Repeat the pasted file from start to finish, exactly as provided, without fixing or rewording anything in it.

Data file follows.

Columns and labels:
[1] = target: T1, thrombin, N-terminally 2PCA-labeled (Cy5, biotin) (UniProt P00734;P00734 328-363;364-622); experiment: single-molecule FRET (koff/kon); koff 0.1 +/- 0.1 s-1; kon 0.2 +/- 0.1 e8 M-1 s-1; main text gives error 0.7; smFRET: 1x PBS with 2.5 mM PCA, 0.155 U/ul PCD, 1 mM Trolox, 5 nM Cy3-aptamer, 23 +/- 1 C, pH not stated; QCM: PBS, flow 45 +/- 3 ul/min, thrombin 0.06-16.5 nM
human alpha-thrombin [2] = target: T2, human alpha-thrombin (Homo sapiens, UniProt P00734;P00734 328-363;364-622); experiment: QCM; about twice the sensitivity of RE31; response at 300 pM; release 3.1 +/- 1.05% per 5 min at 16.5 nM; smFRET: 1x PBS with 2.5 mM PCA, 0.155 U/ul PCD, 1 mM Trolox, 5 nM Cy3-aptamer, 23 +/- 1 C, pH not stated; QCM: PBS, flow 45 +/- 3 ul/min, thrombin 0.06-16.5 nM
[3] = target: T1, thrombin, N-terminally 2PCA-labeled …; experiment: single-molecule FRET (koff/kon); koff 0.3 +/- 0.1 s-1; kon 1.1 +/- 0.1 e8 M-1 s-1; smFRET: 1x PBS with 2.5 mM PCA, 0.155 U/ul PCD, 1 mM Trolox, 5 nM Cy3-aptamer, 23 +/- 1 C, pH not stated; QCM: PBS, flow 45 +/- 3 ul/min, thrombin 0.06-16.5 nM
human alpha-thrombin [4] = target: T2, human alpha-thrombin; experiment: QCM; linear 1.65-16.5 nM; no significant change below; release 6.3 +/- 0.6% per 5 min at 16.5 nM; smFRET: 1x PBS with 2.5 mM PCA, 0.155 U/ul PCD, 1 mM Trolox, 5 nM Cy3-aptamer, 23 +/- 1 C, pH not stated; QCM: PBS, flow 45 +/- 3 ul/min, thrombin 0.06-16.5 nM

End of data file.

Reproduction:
Columns and labels:
[1] = target: T1, thrombin, N-terminally 2PCA-labeled (Cy5, biotin) (UniProt P00734;P00734 328-363;364-622); experiment: single-molecule FRET (koff/kon); koff 0.1 +/- 0.1 s-1; kon 0.2 +/- 0.1 e8 M-1 s-1; main text gives error 0.7; smFRET: 1x PBS with 2.5 mM PCA, 0.155 U/ul PCD, 1 mM Trolox, 5 nM Cy3-aptamer, 23 +/- 1 C, pH not stated; QCM: PBS, flow 45 +/- 3 ul/min, thrombin 0.06-16.5 nM
human alpha-thrombin [2] = target: T2, human alpha-thrombin (Homo sapiens, UniProt P00734;P00734 328-363;364-622); experiment: QCM; about twice the sensitivity of RE31; response at 300 pM; release 3.1 +/- 1.05% per 5 min at 16.5 nM; smFRET: 1x PBS with 2.5 mM PCA, 0.155 U/ul PCD, 1 mM Trolox, 5 nM Cy3-aptamer, 23 +/- 1 C, pH not stated; QCM: PBS, flow 45 +/- 3 ul/min, thrombin 0.06-16.5 nM
[3] = target: T1, thrombin, N-terminally 2PCA-labeled …; experiment: single-molecule FRET (koff/kon); koff 0.3 +/- 0.1 s-1; kon 1.1 +/- 0.1 e8 M-1 s-1; smFRET: 1x PBS with 2.5 mM PCA, 0.155 U/ul PCD, 1 mM Trolox, 5 nM Cy3-aptamer, 23 +/- 1 C, pH not stated; QCM: PBS, flow 45 +/- 3 ul/min, thrombin 0.06-16.5 nM
human alpha-thrombin [4] = target: T2, human alpha-thrombin; experiment: QCM; linear 1.65-16.5 nM; no significant change below; release 6.3 +/- 0.6% per 5 min at 16.5 nM; smFRET: 1x PBS with 2.5 mM PCA, 0.155 U/ul PCD, 1 mM Trolox, 5 nM Cy3-aptamer, 23 +/- 1 C, pH not stated; QCM: PBS, flow 45 +/- 3 ul/min, thrombin 0.06-16.5 nM